People always ask if the horses have a hard time learning how to use the automatic drinkers that we have here at the barn. The answer is no. In the picture above you see Henna using the auto drinker her first afternoon in the stall. Horses are pretty good about figuring out how things work. It's a little scary at first, but I have never seen a horse not be able to figure out where the water is.
Yesterday was a great day with Henna. She is starting to get the idea of forward movement and learning to lead.
Henna had a big day yesterday and after it was over took her first shower. She did great. Did not know what to think at first but I think it felt so good she was willing to allow it.
We are working on getting her to move forward. She has no problem going backward, but has got to learn to move forward when asked. Why is that so Important you ask? Well, you can't teach a horse a thing if they will not move forward when asked. You can't ever teach them to stop, if they won't go forward. So, we will work on that today. She is very young so it's important to take our time and not to make to big a deal out of it. She will figure it out. Will just take time.
Reily is settling in just fine and sure gives Kevin the cow dog a run for his money.
If you have questions or comments, let me know. Is nice to know that people are out there.
Meet Henna. She is a kin to So Be It, the horse that bucked me off and buggered me up. She is just a yearling, but pretty darn big for her age.
Her owner, Terri just wants me to teach her how to get along in a two legged world. Teach her how to load in a trailer. How to lead. You know, stuff that will make her a well behaved young lady.
I went to pick her up last week and for got to bring my gloves.
This is what your hands can look like when you forget to bring your gloves. Henna had never been in a trailer before and, it took a little longer the normal about an hour. But, she figured it out and, once in the trailer, was glad to be there.
For a horse that has never been in a trailer or been told what to do, getting in a trailer can be a hard thing to do. But we both managed.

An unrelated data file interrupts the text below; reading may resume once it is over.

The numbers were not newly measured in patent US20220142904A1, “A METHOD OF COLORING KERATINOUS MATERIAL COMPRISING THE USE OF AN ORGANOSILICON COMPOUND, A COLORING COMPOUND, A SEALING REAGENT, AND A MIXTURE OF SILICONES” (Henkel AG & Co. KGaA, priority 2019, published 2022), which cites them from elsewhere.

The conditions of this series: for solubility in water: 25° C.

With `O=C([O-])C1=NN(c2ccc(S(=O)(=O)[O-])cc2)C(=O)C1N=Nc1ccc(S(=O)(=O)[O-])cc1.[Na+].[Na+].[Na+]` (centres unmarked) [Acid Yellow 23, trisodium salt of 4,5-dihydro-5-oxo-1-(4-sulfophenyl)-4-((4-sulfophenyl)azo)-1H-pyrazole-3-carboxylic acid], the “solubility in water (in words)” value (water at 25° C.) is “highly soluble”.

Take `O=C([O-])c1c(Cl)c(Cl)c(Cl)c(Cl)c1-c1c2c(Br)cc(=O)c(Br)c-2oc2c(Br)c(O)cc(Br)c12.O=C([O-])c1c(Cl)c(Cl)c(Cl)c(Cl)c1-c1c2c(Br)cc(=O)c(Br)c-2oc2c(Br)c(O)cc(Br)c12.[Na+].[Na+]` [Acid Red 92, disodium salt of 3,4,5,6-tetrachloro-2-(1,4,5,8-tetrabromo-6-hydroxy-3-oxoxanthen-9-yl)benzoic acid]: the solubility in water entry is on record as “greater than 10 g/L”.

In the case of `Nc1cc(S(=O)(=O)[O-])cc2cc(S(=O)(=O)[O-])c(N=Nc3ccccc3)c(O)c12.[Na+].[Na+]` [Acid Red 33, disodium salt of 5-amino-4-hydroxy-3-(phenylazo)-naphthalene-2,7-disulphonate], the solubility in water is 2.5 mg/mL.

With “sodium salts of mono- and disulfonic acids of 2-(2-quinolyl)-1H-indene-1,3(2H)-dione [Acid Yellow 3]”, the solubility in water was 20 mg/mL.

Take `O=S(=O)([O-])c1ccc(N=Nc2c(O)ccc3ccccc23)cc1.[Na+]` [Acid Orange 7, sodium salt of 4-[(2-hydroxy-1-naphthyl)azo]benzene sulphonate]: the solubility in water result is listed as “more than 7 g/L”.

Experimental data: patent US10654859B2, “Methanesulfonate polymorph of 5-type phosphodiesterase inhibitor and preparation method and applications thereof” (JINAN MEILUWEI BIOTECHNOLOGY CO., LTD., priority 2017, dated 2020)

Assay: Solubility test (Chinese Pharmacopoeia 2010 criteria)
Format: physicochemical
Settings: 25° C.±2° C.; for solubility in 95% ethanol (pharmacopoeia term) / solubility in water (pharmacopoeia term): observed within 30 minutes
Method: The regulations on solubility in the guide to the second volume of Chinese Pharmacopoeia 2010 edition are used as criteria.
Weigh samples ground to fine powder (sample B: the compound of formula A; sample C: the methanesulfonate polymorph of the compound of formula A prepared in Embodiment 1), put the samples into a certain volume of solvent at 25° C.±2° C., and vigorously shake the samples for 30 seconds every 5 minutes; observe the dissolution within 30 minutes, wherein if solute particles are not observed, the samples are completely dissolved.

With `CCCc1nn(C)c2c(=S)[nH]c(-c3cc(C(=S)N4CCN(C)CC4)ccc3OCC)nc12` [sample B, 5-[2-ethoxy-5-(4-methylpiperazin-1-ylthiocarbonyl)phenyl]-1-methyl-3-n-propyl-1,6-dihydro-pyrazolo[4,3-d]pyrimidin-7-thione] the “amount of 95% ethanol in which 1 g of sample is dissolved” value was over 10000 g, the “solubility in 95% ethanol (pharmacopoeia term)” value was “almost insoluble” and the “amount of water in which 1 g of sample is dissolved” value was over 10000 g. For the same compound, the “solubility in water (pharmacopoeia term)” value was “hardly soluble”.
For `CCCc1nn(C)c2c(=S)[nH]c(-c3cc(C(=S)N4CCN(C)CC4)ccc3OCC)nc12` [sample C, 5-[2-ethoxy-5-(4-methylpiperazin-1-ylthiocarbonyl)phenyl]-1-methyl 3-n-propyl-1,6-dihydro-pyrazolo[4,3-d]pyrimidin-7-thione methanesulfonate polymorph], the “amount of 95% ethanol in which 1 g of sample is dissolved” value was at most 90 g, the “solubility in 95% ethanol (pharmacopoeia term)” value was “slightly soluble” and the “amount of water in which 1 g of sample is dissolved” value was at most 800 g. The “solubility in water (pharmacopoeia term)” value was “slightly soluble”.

I have worked with her a couple times here at the ranch and she is coming around well. Her real problem at this moment is learning to go forward. She wants to resist direction and just wants to go, run, backward. Well, if I can't get her to go forward I can't teach her anything , like how to stop. So we are working on that right now. Moving forward in the round pen and at the end of a lead rope. She knew nothing about lunging so this has made this process even harder. Now you're probably wondering, why didn't the owner teach this horse how to lead before you came to get it. Well, her owner runs a pretty big operation, alone, and can't get around to everyone. So, it is what it is and we will make the best of it and get her on the right track.
She is very sweet and is willing to stand to be caught and haltered . Which, is a pretty big step for this little girl.
My GoPro is on the blink right now but I'm hoping to have it up and running by the end of the day and will take some video so you can all see what her progress is.
Update on So Be It: He is doing fine at the trainers in Phoenix. He is slated to race in October and if everything works out I'm hoping to be there to watch him run.
Time to get to the barn.
Howdy Folks. I wanted you all to meet a new member of the Mackie Redd Horsemanship family, Reily.
Some of you may know that we lost one of our best mates around here Wally.
He was a great pal and a heck of a hand around cattle or horses. He passed this summer and we still miss him and always will. But, Reily has sure filled a big hole in both Kathy and my life. She was a gift from our youngest daughter and her husband and son. She's learning how to be around horses and is working with Kevin the cow dog trying to figure out what he's up to.
Here at the ranch I'm getting better and better everyday. My surgeon, has told me to go back to my life. But, to take my time and listen to my body. He said my body would tell me when I'm doing to much. So, back to work I go, thank God.
Here are the last X-rays, there are about 4, but will share one with you. Doc says I'm healing well ahead of schedule. Pretty happy about that.
I have a horse coming in tomorrow. A 2 year old who has had very little handling. So, way excited about that, and will document her progress. Then in two weeks I'll have her brother here and will get the chance to give them a good start in a two legged world.
Lot going on but I always have time for you. So if you need some help or advice, just let me know and I'll do all I can to help ya.
Will try and keep you updated with info on what the heck I'm doing with horses and music.